Going Into Mourning
A few weeks ago, our friend Clark was lying sick with the bilious fever. The attack was severe, and he believed death was near. One morning he awoke from a short sleep, to hear a hurried and smothered conversation in the adjoining room, in which his wife took part. The first words that Clark caught were uttered by his better-half.
“On that ground,” said she, “I object to mourning!”
“Yes,” replied another, “but the world looks for it—it is fashionable, and one might as well be out of the world as out of the fashion.”
“Here,” thought Clark, “is a nice wife. She thinks I am about to die—to be planted, if I may use the expression, in the cold earth, and yet she refuses to go in mourning for me. Ah, me!”
“Now that I am here, perhaps I had better take your measure.”
“The unfeeling wretch!” exclaimed Clark, “to think of sending for a dressmaker before I am dead! But I’ll cheat her yet! I’ll live in spite!”
“Well,” mused the wife, “I believe you may measure me. I will let you buy the trimming, and let it be as gay as possible.”
“What heartlessness,” groaned Clark. “Woman-like, though. One husband is no sooner dead than they set about entrapping another. I can scarcely credit it.”
“Of course you will have a flounce?”
“Two of them; and as the body is to be plain, I wish you to get wide gimp to trim it.”
“How will you have the sleeves trimmed?”
“With buttons and fringe.”
“Well—well—this beats all,” sighed poor Clark.
“When do you want the dress?” inquired the mantua-maker.
“I must have it in three days. My husband will then be off my hands, and I shall be able to get out!”
“Oh, horrible—horrible!” ejaculated the sick man; “I am only half dead, but this blow will kill me.”
His wife heard him speak, and ran quickly to his bedside. “Did you speak, my dear?” said she, with the voice of an angel.
“I heard it all, madam,” replied Clark.
“All what, my dear?”
“The mourning—gay dresses—fringe—every thing. Oh! Maria—Maria!”
“Do you take me for a fool?”
“Certainly not, my dear.”
“You expect me to be out of the way in three days, do you?”
“Yes, love; the doctor said you would be well in that time.”
“What means the dress?”
“It is the one you bought me before you were taken sick.”
“But you were speaking of mourning!”
“We were talking of Mrs. Taperly.”
“Oh, is that it?”
“Yes, love. You know she is poor, and her family is large, and it must inconvenience her very much to find mourning for them all. On this ground alone, I oppose it.”
“So—so—that’s it, is it? I thought you were speaking of me, and it distressed me. Let me beg of you to be more careful for the future.”
Clark was out in three days, and he now laughs at the matter, which then appeared so horrible.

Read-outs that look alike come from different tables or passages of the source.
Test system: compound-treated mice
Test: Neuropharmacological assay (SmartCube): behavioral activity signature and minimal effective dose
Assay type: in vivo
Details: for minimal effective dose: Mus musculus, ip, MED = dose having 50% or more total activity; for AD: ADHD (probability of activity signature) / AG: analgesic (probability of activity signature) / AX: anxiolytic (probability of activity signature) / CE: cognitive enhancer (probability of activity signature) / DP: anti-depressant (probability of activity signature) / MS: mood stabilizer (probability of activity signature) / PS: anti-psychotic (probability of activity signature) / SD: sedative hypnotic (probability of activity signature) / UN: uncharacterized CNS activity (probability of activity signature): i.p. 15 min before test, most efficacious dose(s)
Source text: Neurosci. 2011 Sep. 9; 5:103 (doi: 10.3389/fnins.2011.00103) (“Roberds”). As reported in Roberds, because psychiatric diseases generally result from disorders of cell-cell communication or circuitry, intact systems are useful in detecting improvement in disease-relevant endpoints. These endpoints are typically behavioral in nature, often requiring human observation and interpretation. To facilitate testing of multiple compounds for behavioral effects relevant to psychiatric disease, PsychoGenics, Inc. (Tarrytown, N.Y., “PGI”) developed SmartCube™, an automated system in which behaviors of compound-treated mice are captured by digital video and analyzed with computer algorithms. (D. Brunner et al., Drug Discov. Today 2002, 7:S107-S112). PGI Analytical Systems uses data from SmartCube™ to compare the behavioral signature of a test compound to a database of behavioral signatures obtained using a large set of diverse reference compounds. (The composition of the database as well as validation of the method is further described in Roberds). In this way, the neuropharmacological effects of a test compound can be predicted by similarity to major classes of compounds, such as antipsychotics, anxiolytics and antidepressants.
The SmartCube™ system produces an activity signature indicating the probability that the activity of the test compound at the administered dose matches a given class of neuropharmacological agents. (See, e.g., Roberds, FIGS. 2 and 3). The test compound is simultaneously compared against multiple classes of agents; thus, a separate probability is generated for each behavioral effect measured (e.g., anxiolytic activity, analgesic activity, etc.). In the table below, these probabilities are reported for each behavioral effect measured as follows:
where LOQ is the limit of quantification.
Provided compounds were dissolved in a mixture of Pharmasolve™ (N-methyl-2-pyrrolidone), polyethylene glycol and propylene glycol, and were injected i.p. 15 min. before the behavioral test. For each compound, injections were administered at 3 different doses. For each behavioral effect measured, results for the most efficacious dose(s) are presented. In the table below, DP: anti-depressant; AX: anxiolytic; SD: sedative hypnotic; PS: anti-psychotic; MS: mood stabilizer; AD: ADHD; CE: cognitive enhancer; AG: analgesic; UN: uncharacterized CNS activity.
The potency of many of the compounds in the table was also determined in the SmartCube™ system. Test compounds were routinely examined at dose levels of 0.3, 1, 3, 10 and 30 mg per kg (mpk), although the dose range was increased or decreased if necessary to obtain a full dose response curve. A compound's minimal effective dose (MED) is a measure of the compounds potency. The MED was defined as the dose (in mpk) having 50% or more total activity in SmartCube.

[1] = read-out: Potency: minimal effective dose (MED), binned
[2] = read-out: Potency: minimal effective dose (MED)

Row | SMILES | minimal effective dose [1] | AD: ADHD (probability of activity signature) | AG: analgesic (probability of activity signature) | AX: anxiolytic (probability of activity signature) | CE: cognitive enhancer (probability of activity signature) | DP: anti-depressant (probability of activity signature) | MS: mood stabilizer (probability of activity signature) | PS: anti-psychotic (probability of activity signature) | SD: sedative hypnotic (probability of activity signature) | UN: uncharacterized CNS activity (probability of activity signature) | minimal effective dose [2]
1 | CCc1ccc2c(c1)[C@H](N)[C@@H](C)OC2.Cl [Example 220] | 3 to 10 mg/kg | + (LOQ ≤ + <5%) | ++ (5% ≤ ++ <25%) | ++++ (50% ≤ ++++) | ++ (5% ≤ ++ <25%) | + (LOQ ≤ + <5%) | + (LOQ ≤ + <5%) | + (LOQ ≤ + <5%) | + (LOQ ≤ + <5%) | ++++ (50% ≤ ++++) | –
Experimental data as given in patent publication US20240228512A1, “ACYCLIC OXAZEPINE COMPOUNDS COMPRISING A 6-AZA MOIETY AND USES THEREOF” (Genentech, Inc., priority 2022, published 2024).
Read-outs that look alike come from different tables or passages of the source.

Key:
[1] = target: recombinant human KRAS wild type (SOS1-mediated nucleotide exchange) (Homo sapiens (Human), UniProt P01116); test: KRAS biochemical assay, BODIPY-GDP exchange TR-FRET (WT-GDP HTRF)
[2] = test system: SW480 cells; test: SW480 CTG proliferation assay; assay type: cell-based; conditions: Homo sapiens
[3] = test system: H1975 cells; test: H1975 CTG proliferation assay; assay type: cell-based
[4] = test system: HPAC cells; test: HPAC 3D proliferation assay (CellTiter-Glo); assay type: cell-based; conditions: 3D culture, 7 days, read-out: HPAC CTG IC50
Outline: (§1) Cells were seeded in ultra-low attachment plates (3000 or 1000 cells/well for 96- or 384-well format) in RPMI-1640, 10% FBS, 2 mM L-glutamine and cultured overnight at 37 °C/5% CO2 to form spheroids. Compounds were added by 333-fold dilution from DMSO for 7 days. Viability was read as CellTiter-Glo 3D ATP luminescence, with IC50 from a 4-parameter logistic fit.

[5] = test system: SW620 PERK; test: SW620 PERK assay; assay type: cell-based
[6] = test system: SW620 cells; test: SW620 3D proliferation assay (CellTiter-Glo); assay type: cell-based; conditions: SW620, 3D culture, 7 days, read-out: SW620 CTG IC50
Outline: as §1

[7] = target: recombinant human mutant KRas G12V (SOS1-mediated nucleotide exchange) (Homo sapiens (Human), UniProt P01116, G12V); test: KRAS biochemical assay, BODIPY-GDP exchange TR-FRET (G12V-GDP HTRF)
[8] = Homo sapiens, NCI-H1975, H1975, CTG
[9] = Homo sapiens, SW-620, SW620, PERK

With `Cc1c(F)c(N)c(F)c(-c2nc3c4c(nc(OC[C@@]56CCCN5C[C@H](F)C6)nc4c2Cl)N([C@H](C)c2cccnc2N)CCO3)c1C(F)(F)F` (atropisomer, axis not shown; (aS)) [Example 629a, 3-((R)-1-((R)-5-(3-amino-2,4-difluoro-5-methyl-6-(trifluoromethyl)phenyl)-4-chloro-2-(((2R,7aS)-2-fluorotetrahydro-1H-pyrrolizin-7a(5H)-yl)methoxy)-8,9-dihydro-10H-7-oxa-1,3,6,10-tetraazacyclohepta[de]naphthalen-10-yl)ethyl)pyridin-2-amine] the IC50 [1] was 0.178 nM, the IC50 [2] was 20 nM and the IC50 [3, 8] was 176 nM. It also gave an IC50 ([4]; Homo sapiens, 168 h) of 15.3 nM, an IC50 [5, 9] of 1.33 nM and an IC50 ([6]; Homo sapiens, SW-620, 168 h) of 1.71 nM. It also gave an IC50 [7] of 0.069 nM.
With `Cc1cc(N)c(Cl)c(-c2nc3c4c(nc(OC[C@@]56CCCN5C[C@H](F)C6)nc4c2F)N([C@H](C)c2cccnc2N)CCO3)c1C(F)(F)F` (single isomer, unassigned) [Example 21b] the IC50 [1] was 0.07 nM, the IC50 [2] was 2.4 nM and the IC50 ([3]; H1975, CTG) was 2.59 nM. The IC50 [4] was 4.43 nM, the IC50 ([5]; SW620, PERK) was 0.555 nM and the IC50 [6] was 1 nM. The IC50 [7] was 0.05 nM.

The Brooklyn [NY] Daily Eagle 7 May 1850: p. 4
Mrs Daffodil’s Aide-memoire: One quite understands the gentleman’s distress. Taken in the context of a dying husband, the lady’s remarks would have seemed the height of social depravity, although, to judge from the many jocularities surrounding “Merry Widows” in the papers, such things were not uncommon. And fringe, although popular on early 1850s gowns, was certainly not approved for mourning.
Of course, there was also merit to Mrs Clark’s opposition to the wearing of mourning, although she seems to regard it as the purview of those fortunate enough to be able to afford it. It is true that the practice weighed most heavily on the poor as this Spiritualist publication wrote:
How sadly out of place, then, are the milliner and the dressmaker, the trying on of dresses and the trimming of bonnets. There is something profane in exciting the vanity of a young girl by fitting a waist, or trying on a hat, when the corpse of a father is lying in an adjoining room. It is a sacrilege to drag the widow forth from her grief to be fitted for a gown, or to select a veil. It is often terribly oppressive to the poor. The widow, left desolate with a half dozen little children, the family means already reduced by the long sickness of the father, must draw on her scanty purse to buy a new wardrobe throughout for herself and her children, throwing away the goodly stock of garments already prepared, when she most likely knows not where she is to get bread for those little ones. Truly may fashion be called a tyrant, when it robs a widow of her last dollar. Surely your sorrow will not be questioned, even if you should not call in the milliner to help display it. Do not in your affliction help uphold a custom which will turn the afflictions of your poorer neighbour to deeper poverty, as well as sorrow. The Spiritual Magazine, Vol. 5, January 1870: p. 28
Mrs Daffodil has previously posted about the sartorial excesses of enthusiastic widows in “The Mourner a la Mode,” “The Mourning Boudoir,” and a cutting dialogue between pieces of mourning stationary over their mistress’s grief or lack thereof. The latter two pieces and similar stories of the happily bereaved, as well as widow jokes and discussions of funerary excess may be found in The Victorian Book of the Dead.
Mrs Daffodil invites you to join her on the curiously named “Face-book,” where you will find a feast of fashion hints, fads and fancies, and historical anecdotes
You may read about a sentimental succubus, a vengeful seamstress’s ghost, Victorian mourning gone horribly wrong, and, of course, Mrs Daffodil’s efficient tidying up after a distasteful decapitation in A Spot of Bother: Four Macabre Tales.